The Impact Of Producing & Using Cotton

The Impacts Of Growing, Producing & Using Conventional/Regular Cotton

Cotton is such a widely used fiber that some people might like to know the wide ranging impact cotton cultivation and production has.

We’ve put together a guide on the impact of growing, producing and using conventional/regular cotton – outlining factors like how much water it uses, the carbon footprint, how much land it uses, pesticide use and so on.


Summary – Impact Of Producing & Using Conventional Cotton

  • Enough cotton is produced per year to make 29 t shirts for every person on Earth
  • But, Western countries can use a lot more cotton. In some Western countries, we use an amount of cotton that would correspond to more than 100 t-shirts per person.
  • Cotton accounts for about 31% of worldwide fibre production
  • Producing cotton in some countries (like India) can use more than 2 times the average amount of water per 1kg of cotton
  • Most cotton comes from land that is irrigated
  • Organic cotton usually produces less carbon emissions than conventional cotton, but conventional cotton might produce more than nylon, synthetic fleece, and wool
  • In some countries, like Australia, it is claimed the carbon footprint is better than netutral
  • Cotton uses less embodied energy than a lot of synthetic fibres
  • The amount of land that cotton uses has improved markedly over the last 40 years
  • Overall, cotton occupies less than 3% of the world’s agricultural land (wheat, maize, rice and barley are the major agricultural land users)
  • Worldwide, more pesticides are used on cotton than any other crop, and, cotton consumes 16% of all the insecticides and 6.8% of all herbicides used worldwide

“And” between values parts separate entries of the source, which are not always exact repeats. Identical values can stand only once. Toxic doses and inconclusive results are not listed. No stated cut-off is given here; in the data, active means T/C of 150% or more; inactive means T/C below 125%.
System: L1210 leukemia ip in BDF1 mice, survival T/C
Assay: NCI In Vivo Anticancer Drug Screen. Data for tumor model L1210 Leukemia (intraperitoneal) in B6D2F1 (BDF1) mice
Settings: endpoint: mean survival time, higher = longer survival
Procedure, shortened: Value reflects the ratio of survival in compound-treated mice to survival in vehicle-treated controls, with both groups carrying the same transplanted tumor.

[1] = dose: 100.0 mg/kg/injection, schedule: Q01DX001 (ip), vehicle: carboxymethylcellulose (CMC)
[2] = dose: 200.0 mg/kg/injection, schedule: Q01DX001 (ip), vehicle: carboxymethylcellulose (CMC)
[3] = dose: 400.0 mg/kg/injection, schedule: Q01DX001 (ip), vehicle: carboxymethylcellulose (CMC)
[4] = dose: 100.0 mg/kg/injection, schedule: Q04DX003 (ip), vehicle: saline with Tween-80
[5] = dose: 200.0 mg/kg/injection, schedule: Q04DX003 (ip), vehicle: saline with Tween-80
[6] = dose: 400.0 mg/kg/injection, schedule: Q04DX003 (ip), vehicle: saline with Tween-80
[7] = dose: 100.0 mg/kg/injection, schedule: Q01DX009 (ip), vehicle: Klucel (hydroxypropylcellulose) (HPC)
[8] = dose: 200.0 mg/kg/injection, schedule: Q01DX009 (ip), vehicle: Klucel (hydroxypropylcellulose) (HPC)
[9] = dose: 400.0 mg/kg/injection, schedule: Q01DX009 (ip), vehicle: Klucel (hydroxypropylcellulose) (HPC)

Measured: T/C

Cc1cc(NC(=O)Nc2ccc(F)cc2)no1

• In the US in total pounds of active pesticide ingredient applied, only corn, soybeans and potatoes used more pesticide as crops in 2008
  • In India, 50% of pesticides used goes towards cotton production
  • In California, in the period of 2002 to 2007, cotton and almonds used the most high nitrogen fertilizer
  • Cotton is one of 10 genetically modified crops available
  • With 83 percent of cotton coming from GMO seeds, it one one of the top four GMO crops produced in the world alongside soy (89 percent), canola (75 percent) and corn (61 percent).
  • China, India and the United States produce the most cotton
  • Cotton provides income for more than 250 million people worldwide and employs almost 7% of all labor in developing countries. Approximately half of all textiles are made of cotton


How Much Cotton Is Produced A Year

  • 29 million tons of cotton are produced a year – The same as 29 t-shirts for everyone on Earth.
  • But, the consumption of cotton varies a lot. In some Western countries, we use an amount of cotton that would correspond to more than 100 t-shirts per person.



  • More than 100 countries in the world grow cotton (source: ICAC 2012)
  • Cotton accounts for about 31% of worldwide fibre production (source: Australian Grown Cotton Sustainability Report, 2014)
  • The global 20 year average (1993/94 to 2013/14) annual planted area is 33 million hectares of cotton (source: Bremen Cotton Exchange, 2014) producing about 26 million tonnes of lint each year
  • Average world cotton yields reached 780 kilograms of lint per hectare in 2013/14, up markedly from 230 kilograms of lint per hectare in the 1950s (source: Bremen Cotton Exchange 2014)



How Much Water Does Cotton Use

  • The water footprint of one pound of cotton is 1,320 gallons
  • The water footprint of different cotton products are…
  • Bed sheets (cotton) – 2,839 gallons
  • Jeans (cotton) – 2,108 gallons
  • T Shirt (cotton) – 659 gallons



  • It takes 2,700 liters (713 gallons) of water to make just one cotton t shirt



  • A 2005 report shows…
  • For the period 1997-2001 the study shows that the worldwide consumption of cotton products requires 256 Gm3 of water per year worldwide, out of which about 42% is blue water (withdrawal from freshwater sources), 39% green water (rainfall/evaporated water) and 19% dilution water (polluted water)